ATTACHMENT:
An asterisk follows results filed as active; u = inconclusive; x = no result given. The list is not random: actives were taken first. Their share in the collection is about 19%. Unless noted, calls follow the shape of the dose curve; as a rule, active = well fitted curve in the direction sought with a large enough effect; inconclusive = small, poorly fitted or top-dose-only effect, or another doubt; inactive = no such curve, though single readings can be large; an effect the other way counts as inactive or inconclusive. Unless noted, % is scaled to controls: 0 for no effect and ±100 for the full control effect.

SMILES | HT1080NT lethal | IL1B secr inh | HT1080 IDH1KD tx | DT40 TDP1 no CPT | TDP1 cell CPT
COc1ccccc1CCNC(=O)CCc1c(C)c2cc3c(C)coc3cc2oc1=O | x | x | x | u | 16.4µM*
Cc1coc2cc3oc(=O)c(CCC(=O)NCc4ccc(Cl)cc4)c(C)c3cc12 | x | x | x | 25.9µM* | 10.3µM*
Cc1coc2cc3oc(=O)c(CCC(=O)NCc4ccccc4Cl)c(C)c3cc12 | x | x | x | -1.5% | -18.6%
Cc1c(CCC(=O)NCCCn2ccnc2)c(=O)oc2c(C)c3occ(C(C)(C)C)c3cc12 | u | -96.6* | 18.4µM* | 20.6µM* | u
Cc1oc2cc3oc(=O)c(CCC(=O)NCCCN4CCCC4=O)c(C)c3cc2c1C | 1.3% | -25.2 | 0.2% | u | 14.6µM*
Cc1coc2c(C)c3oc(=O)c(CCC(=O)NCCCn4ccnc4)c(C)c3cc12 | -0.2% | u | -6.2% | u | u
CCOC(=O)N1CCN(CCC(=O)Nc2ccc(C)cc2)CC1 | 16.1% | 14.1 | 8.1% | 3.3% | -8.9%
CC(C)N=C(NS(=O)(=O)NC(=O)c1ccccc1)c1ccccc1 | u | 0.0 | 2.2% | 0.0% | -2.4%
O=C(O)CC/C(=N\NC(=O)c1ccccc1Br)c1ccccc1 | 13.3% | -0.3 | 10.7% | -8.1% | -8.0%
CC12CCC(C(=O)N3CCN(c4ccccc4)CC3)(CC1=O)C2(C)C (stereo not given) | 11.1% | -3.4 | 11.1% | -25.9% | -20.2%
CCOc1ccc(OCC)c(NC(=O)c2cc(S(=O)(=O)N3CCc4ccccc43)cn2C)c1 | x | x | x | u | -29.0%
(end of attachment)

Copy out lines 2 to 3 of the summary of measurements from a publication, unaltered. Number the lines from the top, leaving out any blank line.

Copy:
SMILES | HT1080NT lethal | IL1B secr inh | HT1080 IDH1KD tx | DT40 TDP1 no CPT | TDP1 cell CPT
COc1ccccc1CCNC(=O)CCc1c(C)c2cc3c(C)coc3cc2oc1=O | x | x | x | u | 16.4µM*